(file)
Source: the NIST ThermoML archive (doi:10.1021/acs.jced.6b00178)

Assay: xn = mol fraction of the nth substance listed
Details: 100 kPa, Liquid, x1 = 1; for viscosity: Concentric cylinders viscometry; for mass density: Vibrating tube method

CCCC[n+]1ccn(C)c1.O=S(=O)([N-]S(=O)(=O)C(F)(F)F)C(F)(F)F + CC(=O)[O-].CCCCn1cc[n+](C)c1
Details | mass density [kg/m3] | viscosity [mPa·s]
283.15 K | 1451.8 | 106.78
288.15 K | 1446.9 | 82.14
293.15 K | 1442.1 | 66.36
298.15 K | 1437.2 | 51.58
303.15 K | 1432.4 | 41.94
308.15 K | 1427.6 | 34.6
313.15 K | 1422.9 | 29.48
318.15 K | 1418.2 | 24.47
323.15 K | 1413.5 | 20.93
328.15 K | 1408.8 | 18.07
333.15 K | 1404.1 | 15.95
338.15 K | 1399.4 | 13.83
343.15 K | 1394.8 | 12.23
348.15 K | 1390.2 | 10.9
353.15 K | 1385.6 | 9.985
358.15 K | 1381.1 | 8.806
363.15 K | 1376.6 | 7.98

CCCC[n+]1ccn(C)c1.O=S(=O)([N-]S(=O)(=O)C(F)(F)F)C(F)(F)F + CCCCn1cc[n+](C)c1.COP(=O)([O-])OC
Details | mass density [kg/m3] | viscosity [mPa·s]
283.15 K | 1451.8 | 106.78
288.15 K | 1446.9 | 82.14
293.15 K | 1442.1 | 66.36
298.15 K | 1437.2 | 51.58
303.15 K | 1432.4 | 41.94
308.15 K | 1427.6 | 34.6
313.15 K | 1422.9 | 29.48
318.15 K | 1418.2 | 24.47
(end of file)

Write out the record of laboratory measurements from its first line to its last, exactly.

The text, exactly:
Source: the NIST ThermoML archive (doi:10.1021/acs.jced.6b00178)

Assay: xn = mol fraction of the nth substance listed
Details: 100 kPa, Liquid, x1 = 1; for viscosity: Concentric cylinders viscometry; for mass density: Vibrating tube method

CCCC[n+]1ccn(C)c1.O=S(=O)([N-]S(=O)(=O)C(F)(F)F)C(F)(F)F + CC(=O)[O-].CCCCn1cc[n+](C)c1
Details | mass density [kg/m3] | viscosity [mPa·s]
283.15 K | 1451.8 | 106.78
288.15 K | 1446.9 | 82.14
293.15 K | 1442.1 | 66.36
298.15 K | 1437.2 | 51.58
303.15 K | 1432.4 | 41.94
308.15 K | 1427.6 | 34.6
313.15 K | 1422.9 | 29.48
318.15 K | 1418.2 | 24.47
323.15 K | 1413.5 | 20.93
328.15 K | 1408.8 | 18.07
333.15 K | 1404.1 | 15.95
338.15 K | 1399.4 | 13.83
343.15 K | 1394.8 | 12.23
348.15 K | 1390.2 | 10.9
353.15 K | 1385.6 | 9.985
358.15 K | 1381.1 | 8.806
363.15 K | 1376.6 | 7.98

CCCC[n+]1ccn(C)c1.O=S(=O)([N-]S(=O)(=O)C(F)(F)F)C(F)(F)F + CCCCn1cc[n+](C)c1.COP(=O)([O-])OC
Details | mass density [kg/m3] | viscosity [mPa·s]
283.15 K | 1451.8 | 106.78
288.15 K | 1446.9 | 82.14
293.15 K | 1442.1 | 66.36
298.15 K | 1437.2 | 51.58
303.15 K | 1432.4 | 41.94
308.15 K | 1427.6 | 34.6
313.15 K | 1422.9 | 29.48
318.15 K | 1418.2 | 24.47